In the agreements adopted in Copenhagen in 2009 and Cancun in 2010, governments set a target of keeping global temperature increases below 2 degrees Celsius above pre-industrial levels. The Paris Agreement reaffirms the 2-degree target and insists that the increase be limited to 1.5 degrees Celsius. The agreement also sets two other long-term mitigation objectives: first, a peak in emissions as soon as possible (recognizing that it will take longer for developing countries); a goal of net neutrality of greenhouse gases (“a balance between anthropogenic emissions from sources and distance by wells”) in the second half of the century. Adaptation – the measures to be taken to deal with the effects of climate change – is much more important under the Paris Agreement than it has done so far under the UNFCCC. As well as the parties will make contributions to the reduction, the Agreement requires all parties to plan and implement adjustment efforts “where appropriate” and encourages all parties to report on their adjustment efforts and/or needs. The agreement also provides for a review of progress in adaptation and the adequacy and effectiveness of adjustment support in the overall inventory that will be completed every five years. The Paris Agreement, marked by the historic agreement once adopted, owes its success not only to the return of a framework favourable to climate change and sustainable development, but also to efforts to review the management of international climate negotiations. The Paris Agreement is supported by new initiatives that will all be adapted to the difficulties identified at the previous COP. This innovative approach is based on four elements: the adoption of a universal agreement. Define each state`s national contributions to reducing greenhouse gas emissions.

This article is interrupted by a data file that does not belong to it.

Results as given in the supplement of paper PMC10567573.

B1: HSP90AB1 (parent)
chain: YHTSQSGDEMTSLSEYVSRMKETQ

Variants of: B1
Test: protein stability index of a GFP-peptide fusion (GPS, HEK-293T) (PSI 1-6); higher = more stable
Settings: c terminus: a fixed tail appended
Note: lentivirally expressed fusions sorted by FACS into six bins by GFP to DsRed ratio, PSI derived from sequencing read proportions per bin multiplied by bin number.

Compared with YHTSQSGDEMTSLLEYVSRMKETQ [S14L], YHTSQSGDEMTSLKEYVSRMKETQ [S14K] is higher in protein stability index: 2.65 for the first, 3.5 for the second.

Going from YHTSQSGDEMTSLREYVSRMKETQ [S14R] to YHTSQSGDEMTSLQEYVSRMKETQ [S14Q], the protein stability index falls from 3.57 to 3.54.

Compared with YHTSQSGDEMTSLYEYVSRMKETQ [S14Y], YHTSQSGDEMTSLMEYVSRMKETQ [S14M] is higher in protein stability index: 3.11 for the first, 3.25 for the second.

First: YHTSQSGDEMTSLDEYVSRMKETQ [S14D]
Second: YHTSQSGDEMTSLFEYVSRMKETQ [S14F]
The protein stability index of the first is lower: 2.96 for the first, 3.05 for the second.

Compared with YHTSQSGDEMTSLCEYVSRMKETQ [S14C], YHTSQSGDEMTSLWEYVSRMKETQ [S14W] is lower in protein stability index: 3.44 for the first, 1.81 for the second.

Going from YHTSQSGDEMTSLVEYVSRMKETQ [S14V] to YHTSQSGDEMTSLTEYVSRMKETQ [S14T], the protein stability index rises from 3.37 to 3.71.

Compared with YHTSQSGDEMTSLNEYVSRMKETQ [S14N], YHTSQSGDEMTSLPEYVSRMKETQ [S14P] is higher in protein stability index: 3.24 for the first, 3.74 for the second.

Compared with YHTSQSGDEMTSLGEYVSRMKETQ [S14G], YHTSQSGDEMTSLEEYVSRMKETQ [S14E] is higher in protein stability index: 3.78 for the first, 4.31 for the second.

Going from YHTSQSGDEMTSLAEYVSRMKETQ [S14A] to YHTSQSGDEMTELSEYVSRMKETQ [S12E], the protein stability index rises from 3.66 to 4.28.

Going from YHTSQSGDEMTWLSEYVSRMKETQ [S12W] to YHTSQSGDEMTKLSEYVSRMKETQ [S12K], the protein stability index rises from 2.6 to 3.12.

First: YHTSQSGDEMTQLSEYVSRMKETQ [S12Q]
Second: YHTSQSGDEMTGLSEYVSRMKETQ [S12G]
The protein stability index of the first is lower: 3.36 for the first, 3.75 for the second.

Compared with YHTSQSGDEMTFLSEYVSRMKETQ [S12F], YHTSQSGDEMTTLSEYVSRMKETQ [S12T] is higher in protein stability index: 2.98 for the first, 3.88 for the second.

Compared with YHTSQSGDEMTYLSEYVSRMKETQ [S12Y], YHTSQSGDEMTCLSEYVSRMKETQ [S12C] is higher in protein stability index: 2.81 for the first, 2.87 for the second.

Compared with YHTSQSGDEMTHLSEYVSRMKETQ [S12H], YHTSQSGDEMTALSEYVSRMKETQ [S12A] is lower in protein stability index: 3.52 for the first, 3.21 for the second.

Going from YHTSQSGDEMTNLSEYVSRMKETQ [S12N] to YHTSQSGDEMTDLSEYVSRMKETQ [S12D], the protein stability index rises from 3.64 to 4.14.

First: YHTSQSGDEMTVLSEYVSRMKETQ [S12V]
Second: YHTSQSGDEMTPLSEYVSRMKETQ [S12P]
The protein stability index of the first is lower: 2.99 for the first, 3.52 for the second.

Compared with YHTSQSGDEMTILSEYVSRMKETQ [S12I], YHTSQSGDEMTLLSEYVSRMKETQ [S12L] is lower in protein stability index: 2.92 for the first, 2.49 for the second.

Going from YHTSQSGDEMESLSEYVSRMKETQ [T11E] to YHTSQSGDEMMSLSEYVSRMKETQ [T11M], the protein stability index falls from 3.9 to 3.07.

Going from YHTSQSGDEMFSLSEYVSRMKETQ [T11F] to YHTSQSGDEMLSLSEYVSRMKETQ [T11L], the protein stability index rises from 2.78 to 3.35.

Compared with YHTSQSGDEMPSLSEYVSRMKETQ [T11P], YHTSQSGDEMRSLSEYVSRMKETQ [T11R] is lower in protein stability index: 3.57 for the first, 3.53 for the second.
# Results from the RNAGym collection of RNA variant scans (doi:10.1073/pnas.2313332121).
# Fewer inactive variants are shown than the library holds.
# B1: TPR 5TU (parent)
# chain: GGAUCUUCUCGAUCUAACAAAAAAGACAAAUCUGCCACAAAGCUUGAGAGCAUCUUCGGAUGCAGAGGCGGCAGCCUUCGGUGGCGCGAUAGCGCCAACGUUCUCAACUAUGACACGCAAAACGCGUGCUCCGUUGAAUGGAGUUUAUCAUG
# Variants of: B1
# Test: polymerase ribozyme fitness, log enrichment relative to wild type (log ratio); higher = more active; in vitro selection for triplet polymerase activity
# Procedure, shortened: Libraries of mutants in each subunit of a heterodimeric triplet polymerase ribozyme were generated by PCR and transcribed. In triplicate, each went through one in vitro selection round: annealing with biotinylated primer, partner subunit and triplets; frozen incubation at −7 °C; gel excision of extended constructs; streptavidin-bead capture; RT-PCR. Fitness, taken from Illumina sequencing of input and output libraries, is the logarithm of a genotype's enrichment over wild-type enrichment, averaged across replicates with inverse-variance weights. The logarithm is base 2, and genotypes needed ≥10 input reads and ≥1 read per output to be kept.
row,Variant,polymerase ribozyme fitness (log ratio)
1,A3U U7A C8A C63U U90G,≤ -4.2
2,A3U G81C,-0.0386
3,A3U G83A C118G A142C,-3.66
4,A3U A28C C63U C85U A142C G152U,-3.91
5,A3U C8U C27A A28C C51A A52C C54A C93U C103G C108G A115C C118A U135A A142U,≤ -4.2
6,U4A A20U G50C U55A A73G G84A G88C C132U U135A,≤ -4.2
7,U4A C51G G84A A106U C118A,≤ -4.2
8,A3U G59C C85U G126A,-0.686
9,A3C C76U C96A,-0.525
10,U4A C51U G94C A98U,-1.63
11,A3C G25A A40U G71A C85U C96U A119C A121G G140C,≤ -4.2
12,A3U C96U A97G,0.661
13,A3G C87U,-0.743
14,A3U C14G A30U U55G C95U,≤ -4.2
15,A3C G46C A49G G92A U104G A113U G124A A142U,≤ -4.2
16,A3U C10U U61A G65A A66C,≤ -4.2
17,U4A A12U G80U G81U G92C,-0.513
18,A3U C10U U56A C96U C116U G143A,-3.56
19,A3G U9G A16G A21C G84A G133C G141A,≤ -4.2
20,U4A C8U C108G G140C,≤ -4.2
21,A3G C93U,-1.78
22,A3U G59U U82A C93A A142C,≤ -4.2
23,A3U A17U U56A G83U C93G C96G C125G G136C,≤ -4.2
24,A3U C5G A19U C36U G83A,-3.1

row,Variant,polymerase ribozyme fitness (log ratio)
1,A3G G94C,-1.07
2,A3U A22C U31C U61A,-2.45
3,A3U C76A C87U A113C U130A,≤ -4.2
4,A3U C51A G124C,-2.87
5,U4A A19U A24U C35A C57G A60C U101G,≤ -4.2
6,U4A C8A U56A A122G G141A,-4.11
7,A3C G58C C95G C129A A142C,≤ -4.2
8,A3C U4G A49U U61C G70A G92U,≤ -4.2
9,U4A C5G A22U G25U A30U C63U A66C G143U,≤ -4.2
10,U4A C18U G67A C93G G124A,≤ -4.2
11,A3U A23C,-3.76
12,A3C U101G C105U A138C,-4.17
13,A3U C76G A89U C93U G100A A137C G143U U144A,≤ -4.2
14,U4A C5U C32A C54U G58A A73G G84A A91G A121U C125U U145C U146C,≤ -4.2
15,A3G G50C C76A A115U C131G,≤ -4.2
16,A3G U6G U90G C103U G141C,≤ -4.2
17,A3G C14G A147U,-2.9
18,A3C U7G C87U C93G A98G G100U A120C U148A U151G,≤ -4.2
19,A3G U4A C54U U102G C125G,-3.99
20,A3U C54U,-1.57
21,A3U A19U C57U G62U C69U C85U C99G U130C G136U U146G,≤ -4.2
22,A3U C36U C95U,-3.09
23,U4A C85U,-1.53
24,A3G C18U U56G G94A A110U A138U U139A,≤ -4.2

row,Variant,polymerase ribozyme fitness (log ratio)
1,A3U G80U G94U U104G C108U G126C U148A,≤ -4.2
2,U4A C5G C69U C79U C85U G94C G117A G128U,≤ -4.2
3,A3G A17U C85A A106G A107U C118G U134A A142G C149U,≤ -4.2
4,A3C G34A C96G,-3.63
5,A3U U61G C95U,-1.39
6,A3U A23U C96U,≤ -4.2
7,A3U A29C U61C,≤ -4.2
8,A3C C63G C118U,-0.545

Although the text of the agreement does not mention the content of these contributions, it obliges signatory states to establish a contribution plan, implement it and raise amounts every five years. Civil society`s participation in the negotiation process through the action programme adopted in November 2016, which brings together civil society initiatives from 180 countries. In 2015, members of civil society were appointed at a high level to facilitate civil society participation in the intergovernmental process. The financial commitment of developed countries to contribute up to $100 billion a year from 2020. This funding should give priority to the states most affected by the effects of climate change. But it still cannot access climate money, a condition that President Recep Tayyip Erdogan has said must change if Turkey wants to ratify the deal. Turkey is now the only G20 member not to have officially approved the agreement after it was ratified by Russia in October 2019. The Paris Agreement is the world`s first comprehensive climate agreement.  On November 4, 2019, the United States informed the custodian of its withdrawal from the agreement, which was to take effect exactly one year after that date.  Turkey and three major oil-exporting nations are among the seven countries that have not yet ratified the 2015 Paris climate agreement. Angola joined Kyrgyzstan and Lebanon and ratified in 2020, meaning the 190-nation agreement was formally approved by 197 nations. The Paris Conference was the 21st meeting of the Conference of the Parties to the United Nations Framework Convention on Climate Change (UNFCCC), known as COP 21.
The conference concluded a round of negotiations that began in 2011 in Durban, South Africa, with the aim of concluding a new legal agreement between national governments to strengthen the global response to climate change.